We’ve been sitting on the edges of our seats all day, anxiously awaiting today’s Engineering Contest results at the 2011 Solar Decathlon. The results were just announced, and we’re happy to report that Team New Zealand’s First Light House has taken the title! The team’s win is certainly well-deserved, and we admit we already found ourselves swooning over the design well before we even started touring the National Mall in last week. Built by students from the Victoria University of Wellington, the beach house inspired First Light home pays homage to the students’ gorgeous country with its locally sourced materials, ample windows and doors, and an invigorating smell of freshly cut cedar that lets you know you’re home.
The Solar Decathlon awarded points within ten categories, with each category worth 100 points. Team New Zealand scored 93 points in the Engineering category, narrowly beating out SCI-Arc and Caltech’s CHIP House by just 2 points. Tennessee’s Living Light Solar came in third with 90 points.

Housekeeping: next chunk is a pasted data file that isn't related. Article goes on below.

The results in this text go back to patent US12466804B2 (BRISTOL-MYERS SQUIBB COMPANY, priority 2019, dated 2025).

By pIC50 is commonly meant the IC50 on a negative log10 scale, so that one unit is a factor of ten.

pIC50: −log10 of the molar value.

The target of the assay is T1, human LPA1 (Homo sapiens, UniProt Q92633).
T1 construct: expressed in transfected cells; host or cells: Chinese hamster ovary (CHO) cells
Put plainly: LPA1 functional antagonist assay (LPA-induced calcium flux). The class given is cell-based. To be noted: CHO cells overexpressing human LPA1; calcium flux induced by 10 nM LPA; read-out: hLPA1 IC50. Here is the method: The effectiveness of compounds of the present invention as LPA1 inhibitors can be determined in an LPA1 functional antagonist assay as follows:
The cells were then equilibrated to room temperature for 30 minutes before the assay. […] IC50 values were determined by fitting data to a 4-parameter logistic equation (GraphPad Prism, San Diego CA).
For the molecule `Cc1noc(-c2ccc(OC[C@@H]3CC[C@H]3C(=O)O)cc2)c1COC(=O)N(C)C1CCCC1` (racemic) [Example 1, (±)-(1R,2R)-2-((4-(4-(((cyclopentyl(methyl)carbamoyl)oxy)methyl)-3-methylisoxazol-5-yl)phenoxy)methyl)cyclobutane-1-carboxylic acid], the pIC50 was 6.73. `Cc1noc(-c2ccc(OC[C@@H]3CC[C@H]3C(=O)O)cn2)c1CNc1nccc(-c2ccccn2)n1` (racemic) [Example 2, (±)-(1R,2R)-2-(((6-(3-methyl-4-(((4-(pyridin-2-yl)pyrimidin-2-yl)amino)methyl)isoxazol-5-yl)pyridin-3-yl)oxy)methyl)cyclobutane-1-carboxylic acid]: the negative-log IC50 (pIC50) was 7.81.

The First Light House took a simple approach, underscoring the use of local materials, integrating the local environment and building from scratch. Inspired by the traditional New Zealand holiday home, the “Kiwi bach”, the front and back bi-folding doors allow for plenty of natural light to enter. The home also promotes energy-efficiency with a number of highly-effective, yet low-carbon impact features and fixtures, such as wool insulation (no shortage of this in NZ) and an innovative drying cupboard developed by LEAP Australasia Ltd that utilizes solar-heated water through copper tubes and a heat exchanger to dry clothes.
If you’re interested in learning more about this spectacular house, you can check out our in-depth coverage of the home here, and for full scoring details, you can visit the Engineering Contest scores page.